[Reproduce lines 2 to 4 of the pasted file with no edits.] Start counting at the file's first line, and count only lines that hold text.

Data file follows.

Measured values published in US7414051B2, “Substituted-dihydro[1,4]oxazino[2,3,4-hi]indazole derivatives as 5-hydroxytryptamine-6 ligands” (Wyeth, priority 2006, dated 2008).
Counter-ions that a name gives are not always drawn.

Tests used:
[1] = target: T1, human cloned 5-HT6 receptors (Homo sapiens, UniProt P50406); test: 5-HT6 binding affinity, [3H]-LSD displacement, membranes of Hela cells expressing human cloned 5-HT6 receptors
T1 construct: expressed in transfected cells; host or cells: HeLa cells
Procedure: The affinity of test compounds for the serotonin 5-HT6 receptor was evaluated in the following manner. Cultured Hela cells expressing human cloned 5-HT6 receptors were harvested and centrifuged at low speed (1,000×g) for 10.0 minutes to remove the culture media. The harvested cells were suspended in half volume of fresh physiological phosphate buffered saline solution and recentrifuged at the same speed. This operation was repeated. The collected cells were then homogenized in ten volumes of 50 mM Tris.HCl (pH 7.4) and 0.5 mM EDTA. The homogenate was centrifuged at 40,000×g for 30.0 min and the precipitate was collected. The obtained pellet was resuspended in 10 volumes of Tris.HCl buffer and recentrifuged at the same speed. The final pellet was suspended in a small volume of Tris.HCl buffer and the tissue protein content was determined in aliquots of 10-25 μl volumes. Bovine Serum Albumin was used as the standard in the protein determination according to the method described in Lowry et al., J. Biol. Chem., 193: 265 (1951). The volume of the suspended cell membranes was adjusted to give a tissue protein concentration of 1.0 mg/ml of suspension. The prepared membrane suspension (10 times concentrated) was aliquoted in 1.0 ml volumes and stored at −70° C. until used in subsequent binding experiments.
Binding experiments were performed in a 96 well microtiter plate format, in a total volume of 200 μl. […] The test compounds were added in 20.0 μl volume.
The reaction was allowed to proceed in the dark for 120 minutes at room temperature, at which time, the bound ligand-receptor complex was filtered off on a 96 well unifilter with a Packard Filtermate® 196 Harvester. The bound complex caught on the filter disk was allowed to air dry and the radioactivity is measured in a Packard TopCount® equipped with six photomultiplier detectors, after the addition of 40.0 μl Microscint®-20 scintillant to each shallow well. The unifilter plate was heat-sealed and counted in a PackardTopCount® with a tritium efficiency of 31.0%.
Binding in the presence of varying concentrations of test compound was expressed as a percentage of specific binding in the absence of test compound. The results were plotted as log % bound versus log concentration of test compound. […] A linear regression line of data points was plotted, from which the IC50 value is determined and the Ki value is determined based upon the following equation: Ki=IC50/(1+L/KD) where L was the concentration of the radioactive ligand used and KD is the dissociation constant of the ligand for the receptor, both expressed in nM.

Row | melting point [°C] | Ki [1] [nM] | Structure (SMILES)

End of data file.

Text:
Counter-ions that a name gives are not always drawn.

Tests used:
[1] = target: T1, human cloned 5-HT6 receptors (Homo sapiens, UniProt P50406); test: 5-HT6 binding affinity, [3H]-LSD displacement, membranes of Hela cells expressing human cloned 5-HT6 receptors